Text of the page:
5th Circuit Finds No Room for Sympathy for Student Loan Debtor

Posted by NCBRC - September 11, 2019

In an exercise in disingenuous hand-wringing, the Fifth Circuit essentially acknowledged that its application of the Brunner test eviscerates the undue hardship avenue to discharge of student debts. In so holding, the court affirmed the denial of discharge and sent the debtor packing to perform, if not the impossible, at least the highly improbable task of finding employment. Thomas v. Dept. of Educ., No. 18-11091(5th Cir. July 30, 2019).

Vera Thomas worked at a call center for eight years at just over $11/hour when, in 2014, she developed diabetic neuropathy causing her to take numerous unpaid work days and incur extensive medical expenses. When the call center was sold in 2016, she lost her job for “company policy violations” and moved to Texas. From 2016 to 2017, Ms. Thomas acquired and lost three jobs—Whataburger, Perfumania and UPS—due to her diabetic neuropathy and consequent inability to stand for any length of time. By the time she filed chapter 7 bankruptcy, she was in her 60s and living off public assistance and private charity. Her monthly expenses were over three times her monthly income. After obtaining her bankruptcy discharge, Ms. Thomas sought to have her student loans discharged. The bankruptcy court, noting that in fifteen years on the bench it had never granted undue discharge of student loans, found that Ms. Thomas did not meet the standard for undue hardship discharge. The district court affirmed.

On appeal, the Fifth Circuit reiterated its adherence to In re Gerhardt, 348 F.3d 89 (5th Cir. 2003), which adopted the three-pronged 1987 Brunner test for analyzing undue hardship cases, finding that this case turned on interpretation of the second prong of that test: whether the debtor’s untenable financial condition is likely to persist for a significant portion of the repayment period. The court found that the bankruptcy court did not err in finding that Ms. Thomas failed to establish this prong of the test. It relied on the fact that Ms. Thomas admitted that she was capable of sedentary work and the fact that she was clearly hirable as evidenced by her having been hired for three jobs within the span of one year. The court thus concluded that there was no evidence that her present circumstances would persist through the life of the loan.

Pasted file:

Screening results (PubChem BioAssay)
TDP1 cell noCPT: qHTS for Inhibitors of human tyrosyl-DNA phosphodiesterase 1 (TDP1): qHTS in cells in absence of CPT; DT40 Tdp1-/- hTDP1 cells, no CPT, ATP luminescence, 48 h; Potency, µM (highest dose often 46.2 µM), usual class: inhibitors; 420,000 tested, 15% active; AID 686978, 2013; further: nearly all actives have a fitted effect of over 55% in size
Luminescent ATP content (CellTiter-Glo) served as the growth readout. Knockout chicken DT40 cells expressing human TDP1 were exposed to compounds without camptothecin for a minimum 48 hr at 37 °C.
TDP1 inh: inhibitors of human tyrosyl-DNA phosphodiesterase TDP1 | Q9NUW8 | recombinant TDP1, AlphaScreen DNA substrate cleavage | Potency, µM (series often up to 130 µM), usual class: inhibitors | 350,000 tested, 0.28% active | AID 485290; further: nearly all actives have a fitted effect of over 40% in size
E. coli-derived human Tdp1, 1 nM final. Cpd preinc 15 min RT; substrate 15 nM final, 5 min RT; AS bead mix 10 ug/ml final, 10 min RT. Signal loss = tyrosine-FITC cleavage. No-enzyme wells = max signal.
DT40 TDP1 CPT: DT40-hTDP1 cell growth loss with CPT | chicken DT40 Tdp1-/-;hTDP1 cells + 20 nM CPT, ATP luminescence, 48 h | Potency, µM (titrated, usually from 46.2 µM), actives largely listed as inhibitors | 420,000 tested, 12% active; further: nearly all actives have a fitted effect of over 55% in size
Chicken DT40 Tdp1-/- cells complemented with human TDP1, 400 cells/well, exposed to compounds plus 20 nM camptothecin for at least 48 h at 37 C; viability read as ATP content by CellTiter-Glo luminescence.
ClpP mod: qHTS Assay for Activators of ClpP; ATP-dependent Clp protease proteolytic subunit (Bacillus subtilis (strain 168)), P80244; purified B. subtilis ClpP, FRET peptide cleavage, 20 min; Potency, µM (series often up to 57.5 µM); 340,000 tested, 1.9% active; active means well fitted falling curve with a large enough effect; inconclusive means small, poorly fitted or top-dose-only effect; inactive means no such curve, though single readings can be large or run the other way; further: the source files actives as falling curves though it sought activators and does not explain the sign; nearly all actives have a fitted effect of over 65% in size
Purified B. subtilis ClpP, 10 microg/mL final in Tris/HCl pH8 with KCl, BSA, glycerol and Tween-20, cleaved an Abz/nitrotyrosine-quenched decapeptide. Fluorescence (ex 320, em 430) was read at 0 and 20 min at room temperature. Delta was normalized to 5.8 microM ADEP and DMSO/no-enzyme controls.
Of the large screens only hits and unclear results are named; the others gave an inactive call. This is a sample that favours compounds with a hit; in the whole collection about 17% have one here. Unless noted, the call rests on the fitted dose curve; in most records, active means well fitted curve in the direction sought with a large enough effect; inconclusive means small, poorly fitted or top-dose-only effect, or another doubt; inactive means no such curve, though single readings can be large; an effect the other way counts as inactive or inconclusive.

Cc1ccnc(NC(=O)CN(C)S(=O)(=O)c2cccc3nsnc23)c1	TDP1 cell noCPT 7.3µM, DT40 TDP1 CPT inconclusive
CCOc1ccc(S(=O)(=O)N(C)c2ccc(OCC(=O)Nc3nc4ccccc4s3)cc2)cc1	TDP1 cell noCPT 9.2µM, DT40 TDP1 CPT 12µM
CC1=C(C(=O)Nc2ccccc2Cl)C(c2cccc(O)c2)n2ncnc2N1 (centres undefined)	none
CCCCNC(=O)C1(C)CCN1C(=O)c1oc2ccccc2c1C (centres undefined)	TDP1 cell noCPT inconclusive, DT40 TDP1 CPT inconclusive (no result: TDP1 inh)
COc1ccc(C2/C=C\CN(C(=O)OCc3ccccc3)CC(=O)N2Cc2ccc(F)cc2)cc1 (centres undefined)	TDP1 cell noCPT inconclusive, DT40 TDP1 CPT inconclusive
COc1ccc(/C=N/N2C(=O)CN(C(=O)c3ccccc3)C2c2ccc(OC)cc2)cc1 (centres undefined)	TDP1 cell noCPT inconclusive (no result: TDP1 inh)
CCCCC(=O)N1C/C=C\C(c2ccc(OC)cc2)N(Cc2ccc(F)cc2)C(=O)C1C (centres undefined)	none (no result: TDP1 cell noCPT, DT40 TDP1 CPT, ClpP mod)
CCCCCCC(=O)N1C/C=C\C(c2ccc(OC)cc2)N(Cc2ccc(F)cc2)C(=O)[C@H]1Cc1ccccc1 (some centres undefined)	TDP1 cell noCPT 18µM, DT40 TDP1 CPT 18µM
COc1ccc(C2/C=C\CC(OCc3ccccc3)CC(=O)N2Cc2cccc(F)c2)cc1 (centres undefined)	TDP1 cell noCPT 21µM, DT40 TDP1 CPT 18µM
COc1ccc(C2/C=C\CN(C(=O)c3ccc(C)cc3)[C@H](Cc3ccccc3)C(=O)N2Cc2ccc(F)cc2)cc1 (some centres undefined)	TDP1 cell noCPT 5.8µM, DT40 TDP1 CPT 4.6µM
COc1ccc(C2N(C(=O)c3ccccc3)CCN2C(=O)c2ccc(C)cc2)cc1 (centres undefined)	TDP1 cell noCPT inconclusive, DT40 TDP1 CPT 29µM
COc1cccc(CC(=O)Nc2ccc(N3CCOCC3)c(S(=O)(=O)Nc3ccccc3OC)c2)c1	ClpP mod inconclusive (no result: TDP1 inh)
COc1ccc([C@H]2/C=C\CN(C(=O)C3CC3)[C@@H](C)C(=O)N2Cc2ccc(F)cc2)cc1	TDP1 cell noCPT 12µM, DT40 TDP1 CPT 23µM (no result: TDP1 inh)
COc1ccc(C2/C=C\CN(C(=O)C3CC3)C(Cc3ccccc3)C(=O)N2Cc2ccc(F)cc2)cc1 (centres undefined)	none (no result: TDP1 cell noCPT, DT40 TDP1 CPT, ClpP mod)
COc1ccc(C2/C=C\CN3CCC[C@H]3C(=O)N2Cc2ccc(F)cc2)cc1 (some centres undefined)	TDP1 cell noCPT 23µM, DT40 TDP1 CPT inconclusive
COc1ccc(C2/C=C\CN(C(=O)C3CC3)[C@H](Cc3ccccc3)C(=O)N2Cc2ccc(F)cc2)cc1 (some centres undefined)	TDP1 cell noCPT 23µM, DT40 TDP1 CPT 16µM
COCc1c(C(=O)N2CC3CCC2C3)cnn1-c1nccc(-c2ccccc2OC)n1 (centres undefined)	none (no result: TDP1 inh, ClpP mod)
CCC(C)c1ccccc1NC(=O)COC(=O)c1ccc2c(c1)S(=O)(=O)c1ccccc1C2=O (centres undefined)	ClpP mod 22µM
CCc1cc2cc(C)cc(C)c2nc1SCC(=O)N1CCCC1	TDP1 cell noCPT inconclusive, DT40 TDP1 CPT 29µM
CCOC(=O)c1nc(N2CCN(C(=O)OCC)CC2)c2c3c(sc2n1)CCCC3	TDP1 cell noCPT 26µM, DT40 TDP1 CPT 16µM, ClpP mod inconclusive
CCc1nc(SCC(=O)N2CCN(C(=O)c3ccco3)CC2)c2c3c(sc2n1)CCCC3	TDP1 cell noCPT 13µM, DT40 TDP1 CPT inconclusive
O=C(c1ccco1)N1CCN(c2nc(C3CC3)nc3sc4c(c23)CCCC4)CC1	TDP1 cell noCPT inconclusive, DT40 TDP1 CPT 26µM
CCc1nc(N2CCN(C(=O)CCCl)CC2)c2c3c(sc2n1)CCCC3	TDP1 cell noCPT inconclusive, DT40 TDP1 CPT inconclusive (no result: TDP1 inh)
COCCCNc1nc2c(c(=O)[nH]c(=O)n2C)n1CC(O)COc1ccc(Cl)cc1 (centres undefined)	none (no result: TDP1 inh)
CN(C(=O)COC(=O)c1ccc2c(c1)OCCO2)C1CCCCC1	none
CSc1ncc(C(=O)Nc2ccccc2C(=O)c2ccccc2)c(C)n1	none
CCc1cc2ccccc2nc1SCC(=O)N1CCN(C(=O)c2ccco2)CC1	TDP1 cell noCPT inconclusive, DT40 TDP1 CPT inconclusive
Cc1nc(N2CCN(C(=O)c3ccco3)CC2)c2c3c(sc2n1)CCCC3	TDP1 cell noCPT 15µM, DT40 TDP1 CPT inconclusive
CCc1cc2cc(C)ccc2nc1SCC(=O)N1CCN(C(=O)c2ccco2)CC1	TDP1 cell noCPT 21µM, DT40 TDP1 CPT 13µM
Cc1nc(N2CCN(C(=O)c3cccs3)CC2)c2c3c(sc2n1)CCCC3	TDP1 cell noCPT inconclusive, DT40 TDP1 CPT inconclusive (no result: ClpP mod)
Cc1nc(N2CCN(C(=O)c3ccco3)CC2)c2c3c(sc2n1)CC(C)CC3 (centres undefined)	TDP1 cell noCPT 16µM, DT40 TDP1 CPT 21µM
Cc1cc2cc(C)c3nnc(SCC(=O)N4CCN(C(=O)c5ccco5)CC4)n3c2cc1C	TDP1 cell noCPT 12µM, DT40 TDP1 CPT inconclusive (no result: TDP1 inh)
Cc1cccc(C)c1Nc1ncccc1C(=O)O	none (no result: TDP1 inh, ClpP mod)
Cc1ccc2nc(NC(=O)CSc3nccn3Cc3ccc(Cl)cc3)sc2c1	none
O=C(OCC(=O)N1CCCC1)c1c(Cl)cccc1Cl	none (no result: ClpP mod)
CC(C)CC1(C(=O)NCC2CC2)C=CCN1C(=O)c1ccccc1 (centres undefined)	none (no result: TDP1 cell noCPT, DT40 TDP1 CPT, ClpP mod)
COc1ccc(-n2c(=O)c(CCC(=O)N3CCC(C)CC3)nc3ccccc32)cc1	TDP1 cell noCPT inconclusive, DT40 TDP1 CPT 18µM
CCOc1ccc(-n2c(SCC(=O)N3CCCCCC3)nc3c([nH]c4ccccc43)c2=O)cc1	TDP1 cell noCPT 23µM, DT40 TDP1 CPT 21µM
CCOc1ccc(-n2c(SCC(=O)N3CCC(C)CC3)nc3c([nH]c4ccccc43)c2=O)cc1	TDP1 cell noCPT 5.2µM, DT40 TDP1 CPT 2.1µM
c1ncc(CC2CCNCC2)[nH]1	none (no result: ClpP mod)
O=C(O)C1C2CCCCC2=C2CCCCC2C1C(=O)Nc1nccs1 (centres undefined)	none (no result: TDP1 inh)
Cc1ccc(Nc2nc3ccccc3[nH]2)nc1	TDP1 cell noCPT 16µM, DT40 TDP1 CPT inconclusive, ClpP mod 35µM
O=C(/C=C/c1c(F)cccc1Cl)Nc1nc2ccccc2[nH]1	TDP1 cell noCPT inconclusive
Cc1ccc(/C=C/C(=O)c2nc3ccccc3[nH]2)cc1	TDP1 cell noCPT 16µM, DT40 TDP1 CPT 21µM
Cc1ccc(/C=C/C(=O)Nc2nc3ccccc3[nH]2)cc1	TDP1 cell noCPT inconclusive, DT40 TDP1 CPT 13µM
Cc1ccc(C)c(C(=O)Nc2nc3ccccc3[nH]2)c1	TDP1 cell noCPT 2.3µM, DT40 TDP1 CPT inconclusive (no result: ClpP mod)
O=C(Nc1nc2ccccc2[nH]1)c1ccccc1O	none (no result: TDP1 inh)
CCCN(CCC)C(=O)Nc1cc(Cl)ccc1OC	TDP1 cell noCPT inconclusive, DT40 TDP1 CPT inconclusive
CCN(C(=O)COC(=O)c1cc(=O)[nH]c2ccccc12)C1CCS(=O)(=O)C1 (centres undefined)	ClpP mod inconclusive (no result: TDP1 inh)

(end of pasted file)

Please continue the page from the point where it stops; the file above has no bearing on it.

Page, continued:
The court found support for its Draconian interpretation of the undue hardship provision in Congress’s consistent amendments to the Code making it more and more difficult to obtain relief from student debt. Rejecting a “nebulous” totality-of-circumstances test for undue hardship—which would have made room for sympathy, an accommodation the court felt compelled to reject—the court reasoned that the inconsistent results would weaken Congress’s clear intent to make discharge of student loan a rare exception. The court further reasoned that the dictionary definitions of the words “undue” and “hardship” required that the phrase be interpreted to preclude discharge of virtually all student loans unless repayment would impose “intolerable difficulties” on the debtor. Ironically, the court interpreted recent movement in Congress to look into legislation which would “make student loans dischargeable,” as further evidence that, as things stand now, those loans are properly deemed non-dischargeable.

The court rejected all calls, including the arguments presented in NACBA/NCBRC’s amicus brief, to update interpretation of the Brunner test to conform to current realities, finding that its hands were tied until such time as either an en banc panel overturned Gerhardt, the Supreme Court directed a different result, or Congress acted to lessen the burden on student loan debtors.

The court affirmed.


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